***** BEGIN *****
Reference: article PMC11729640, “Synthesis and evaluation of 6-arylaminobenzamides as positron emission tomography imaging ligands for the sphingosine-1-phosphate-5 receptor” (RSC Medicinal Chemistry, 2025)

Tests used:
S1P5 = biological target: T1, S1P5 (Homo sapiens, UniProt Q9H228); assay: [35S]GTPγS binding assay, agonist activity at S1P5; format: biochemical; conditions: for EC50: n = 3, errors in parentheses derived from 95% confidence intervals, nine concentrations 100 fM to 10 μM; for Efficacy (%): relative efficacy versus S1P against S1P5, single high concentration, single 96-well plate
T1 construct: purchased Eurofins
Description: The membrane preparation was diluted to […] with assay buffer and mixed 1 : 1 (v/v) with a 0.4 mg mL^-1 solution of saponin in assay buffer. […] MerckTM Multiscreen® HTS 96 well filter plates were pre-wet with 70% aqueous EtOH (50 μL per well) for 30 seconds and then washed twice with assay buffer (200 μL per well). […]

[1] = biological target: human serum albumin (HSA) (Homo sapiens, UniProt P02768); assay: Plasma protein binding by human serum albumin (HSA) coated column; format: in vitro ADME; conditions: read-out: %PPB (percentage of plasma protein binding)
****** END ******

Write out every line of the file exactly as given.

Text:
Reference: article PMC11729640, “Synthesis and evaluation of 6-arylaminobenzamides as positron emission tomography imaging ligands for the sphingosine-1-phosphate-5 receptor” (RSC Medicinal Chemistry, 2025)

Tests used:
S1P5 = biological target: T1, S1P5 (Homo sapiens, UniProt Q9H228); assay: [35S]GTPγS binding assay, agonist activity at S1P5; format: biochemical; conditions: for EC50: n = 3, errors in parentheses derived from 95% confidence intervals, nine concentrations 100 fM to 10 μM; for Efficacy (%): relative efficacy versus S1P against S1P5, single high concentration, single 96-well plate
T1 construct: purchased Eurofins
Description: The membrane preparation was diluted to […] with assay buffer and mixed 1 : 1 (v/v) with a 0.4 mg mL^-1 solution of saponin in assay buffer. […] MerckTM Multiscreen® HTS 96 well filter plates were pre-wet with 70% aqueous EtOH (50 μL per well) for 30 seconds and then washed twice with assay buffer (200 μL per well). […]

[1] = biological target: human serum albumin (HSA) (Homo sapiens, UniProt P02768); assay: Plasma protein binding by human serum albumin (HSA) coated column; format: in vitro ADME; conditions: read-out: %PPB (percentage of plasma protein binding)